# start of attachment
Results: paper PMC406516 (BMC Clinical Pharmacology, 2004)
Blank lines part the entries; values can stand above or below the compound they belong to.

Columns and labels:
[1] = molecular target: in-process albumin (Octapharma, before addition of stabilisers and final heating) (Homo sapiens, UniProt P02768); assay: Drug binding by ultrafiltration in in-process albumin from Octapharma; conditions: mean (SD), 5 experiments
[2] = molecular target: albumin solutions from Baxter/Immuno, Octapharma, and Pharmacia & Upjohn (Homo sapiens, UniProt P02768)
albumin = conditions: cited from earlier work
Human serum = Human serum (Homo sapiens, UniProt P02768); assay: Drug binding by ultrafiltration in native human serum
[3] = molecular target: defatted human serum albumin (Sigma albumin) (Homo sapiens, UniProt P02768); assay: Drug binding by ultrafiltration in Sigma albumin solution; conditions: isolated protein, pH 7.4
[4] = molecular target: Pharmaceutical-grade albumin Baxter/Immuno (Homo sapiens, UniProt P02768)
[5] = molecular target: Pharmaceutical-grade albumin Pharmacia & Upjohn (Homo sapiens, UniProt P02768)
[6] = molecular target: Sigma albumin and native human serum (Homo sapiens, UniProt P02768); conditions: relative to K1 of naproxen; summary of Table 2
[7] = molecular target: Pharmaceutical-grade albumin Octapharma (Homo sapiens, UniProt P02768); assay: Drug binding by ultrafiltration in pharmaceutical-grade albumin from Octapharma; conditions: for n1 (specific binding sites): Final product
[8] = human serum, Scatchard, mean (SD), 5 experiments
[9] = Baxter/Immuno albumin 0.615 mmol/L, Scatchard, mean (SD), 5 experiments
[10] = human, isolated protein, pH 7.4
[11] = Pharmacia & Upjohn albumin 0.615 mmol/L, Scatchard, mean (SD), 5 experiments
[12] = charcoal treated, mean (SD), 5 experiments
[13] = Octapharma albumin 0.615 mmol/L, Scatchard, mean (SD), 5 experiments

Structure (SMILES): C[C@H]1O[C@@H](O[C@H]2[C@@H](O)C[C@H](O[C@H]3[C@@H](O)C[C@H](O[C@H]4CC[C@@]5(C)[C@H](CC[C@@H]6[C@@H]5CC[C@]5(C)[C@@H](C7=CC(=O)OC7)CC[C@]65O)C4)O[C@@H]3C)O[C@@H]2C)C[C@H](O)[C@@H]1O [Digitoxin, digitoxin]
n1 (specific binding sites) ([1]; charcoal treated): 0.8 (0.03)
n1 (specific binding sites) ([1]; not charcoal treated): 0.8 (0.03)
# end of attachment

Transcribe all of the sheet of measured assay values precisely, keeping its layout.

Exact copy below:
Results: paper PMC406516 (BMC Clinical Pharmacology, 2004)
Blank lines part the entries; values can stand above or below the compound they belong to.

Columns and labels:
[1] = molecular target: in-process albumin (Octapharma, before addition of stabilisers and final heating) (Homo sapiens, UniProt P02768); assay: Drug binding by ultrafiltration in in-process albumin from Octapharma; conditions: mean (SD), 5 experiments
[2] = molecular target: albumin solutions from Baxter/Immuno, Octapharma, and Pharmacia & Upjohn (Homo sapiens, UniProt P02768)
albumin = conditions: cited from earlier work
Human serum = Human serum (Homo sapiens, UniProt P02768); assay: Drug binding by ultrafiltration in native human serum
[3] = molecular target: defatted human serum albumin (Sigma albumin) (Homo sapiens, UniProt P02768); assay: Drug binding by ultrafiltration in Sigma albumin solution; conditions: isolated protein, pH 7.4
[4] = molecular target: Pharmaceutical-grade albumin Baxter/Immuno (Homo sapiens, UniProt P02768)
[5] = molecular target: Pharmaceutical-grade albumin Pharmacia & Upjohn (Homo sapiens, UniProt P02768)
[6] = molecular target: Sigma albumin and native human serum (Homo sapiens, UniProt P02768); conditions: relative to K1 of naproxen; summary of Table 2
[7] = molecular target: Pharmaceutical-grade albumin Octapharma (Homo sapiens, UniProt P02768); assay: Drug binding by ultrafiltration in pharmaceutical-grade albumin from Octapharma; conditions: for n1 (specific binding sites): Final product
[8] = human serum, Scatchard, mean (SD), 5 experiments
[9] = Baxter/Immuno albumin 0.615 mmol/L, Scatchard, mean (SD), 5 experiments
[10] = human, isolated protein, pH 7.4
[11] = Pharmacia & Upjohn albumin 0.615 mmol/L, Scatchard, mean (SD), 5 experiments
[12] = charcoal treated, mean (SD), 5 experiments
[13] = Octapharma albumin 0.615 mmol/L, Scatchard, mean (SD), 5 experiments

Structure (SMILES): C[C@H]1O[C@@H](O[C@H]2[C@@H](O)C[C@H](O[C@H]3[C@@H](O)C[C@H](O[C@H]4CC[C@@]5(C)[C@H](CC[C@@H]6[C@@H]5CC[C@]5(C)[C@@H](C7=CC(=O)OC7)CC[C@]65O)C4)O[C@@H]3C)O[C@@H]2C)C[C@H](O)[C@@H]1O [Digitoxin, digitoxin]
n1 (specific binding sites) ([1]; charcoal treated): 0.8 (0.03)
n1 (specific binding sites) ([1]; not charcoal treated): 0.8 (0.03)